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March 3, 2005 Public Hearing before Windham Regional Commission, Brattleboro, Vermont
on Entergy Proposal to Store Highly Radioactive Nuclear Waste in Dry Cask at Vernon Reactor Site.
Citizens were unanimous, except one, in objecting to the proposal.

Hear citizen comments - MP3 file (length 2:07:25); RealAudio for dial-up connections.

Read Carolyn Lorié story in Brattleboro Reformer
Essential Links:
New England Coalition -
Citizen’s Awareness Network -

Click on thumbnail to see larger photo; use arrows at upper right to navigate through album. photos @ 2005 Charles Jenks


Public weighs in on dry cask storage at VY

Reformer Staff

BRATTLEBORO -- Approximately 70 people attended a Windham Regional Commission meeting Thursday night to weigh in on spent fuel storage at the Vermont Yankee nuclear power station.

And the message they sent was clear: Either don't allow it, or allow it with strict conditions.

Officials at the plant submitted an application to the commission in early February for dry cask storage. Thursday's meeting was an opportunity for members of the public to comment on the matter.

While the commission is not the deciding body on the issue, it will make a recommendation to the Public Service Board. The commission can also be a party in the hearing process that Entergy will have to go through before the quasi-judicial board.

Dry casks are specially made steel canisters that can hold spent nuclear fuel after it has cooled in the spent fuel pool. The steel canisters are contained inside thick concrete tube-like structures and are then placed on a concrete pad, surrounded by barbed wire fence.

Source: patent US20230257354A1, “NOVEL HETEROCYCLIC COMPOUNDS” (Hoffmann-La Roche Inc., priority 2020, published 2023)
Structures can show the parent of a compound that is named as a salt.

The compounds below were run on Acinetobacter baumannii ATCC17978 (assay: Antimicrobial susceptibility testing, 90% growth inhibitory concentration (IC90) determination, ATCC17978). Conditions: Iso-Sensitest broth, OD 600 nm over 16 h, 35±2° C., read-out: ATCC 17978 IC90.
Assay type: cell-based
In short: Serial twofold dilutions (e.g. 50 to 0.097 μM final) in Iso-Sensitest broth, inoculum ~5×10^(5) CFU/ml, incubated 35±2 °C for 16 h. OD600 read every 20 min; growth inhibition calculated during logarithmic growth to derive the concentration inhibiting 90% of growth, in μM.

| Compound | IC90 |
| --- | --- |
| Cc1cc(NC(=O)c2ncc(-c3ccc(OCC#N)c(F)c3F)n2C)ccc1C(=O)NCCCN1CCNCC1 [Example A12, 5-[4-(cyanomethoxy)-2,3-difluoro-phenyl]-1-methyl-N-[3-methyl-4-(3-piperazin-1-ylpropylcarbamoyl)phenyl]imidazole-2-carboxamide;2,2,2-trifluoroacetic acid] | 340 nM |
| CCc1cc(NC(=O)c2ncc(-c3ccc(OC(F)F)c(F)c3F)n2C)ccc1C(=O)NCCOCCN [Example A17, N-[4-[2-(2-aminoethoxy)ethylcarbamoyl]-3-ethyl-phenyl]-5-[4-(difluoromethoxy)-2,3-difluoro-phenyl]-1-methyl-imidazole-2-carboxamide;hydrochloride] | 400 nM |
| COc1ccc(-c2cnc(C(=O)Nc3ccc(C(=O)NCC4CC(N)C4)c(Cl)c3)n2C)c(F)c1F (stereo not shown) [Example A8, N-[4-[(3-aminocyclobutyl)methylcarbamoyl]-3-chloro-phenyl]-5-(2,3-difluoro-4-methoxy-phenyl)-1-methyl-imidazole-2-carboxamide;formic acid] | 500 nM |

Many at the meeting voiced concern that allowing an unrestricted number of casks at the plant would pave the way for Entergy to renew its operating license. The current license expires in 2012, but the company can apply to the Nuclear Regulatory Commission for a 20-year extension.

The only way the plant can operate beyond 2012 is by creating more storage space, as the fuel pool is almost full.

Ed Anthes of Nuclear Free Vermont noted that while dry cask storage has its own risks -- the cluster of casks can be easily seen by potential terrorists -- it would be safer than Vermont's fuel pool.

But, he added, license extension would leave Vermonters with a pad full of dry casks and a full fuel pool.

"What Entergy offers us is the worst of both worlds," said Anthes.

The threat of terrorism was a commonly voiced concern, as was the likelihood that the dry casks would not be a temporary storage.

"What's called storage today will be called a dump tomorrow," said Michael Daly of Westminster.

"In my view, this proposal amounts to a nuclear waste dump. This makes me very angry," said Margaret Bartenhagen of Halifax.

By submitting an application to the commission, Entergy officials set the stage to apply to the Public Service Board for approval. State law requires that the company first apply to the commission and wait a minimum of 45 days before submitting an application to the board.

The exact process of approval, however, has also been called into question.

Unless there is a change in the law, Vermont Yankee needs the approval of the Legislature for dry cask storage. The company wants lawmakers to expand an existing amendment that gave an exemption to the plant's previous owner to include Entergy.

They have not filed a petition with the Legislature, but have instead aggressively lobbied for an exemption.

Windham County delegates indicated that there was no movement toward changing the law.

In the meantime, Entergy officials claimthat without dry cask storage, the plant will be forced to shut down in 2008 or 2007, if they are allowed to increase power production.

Many have accused the company of trying to force lawmakers' hands by creating a false emergency.

"The freight train is rolling to accommodate the needs of Entergy," said Clay Turnbull of the New England Coalition.

Carolyn Lorié can be reached at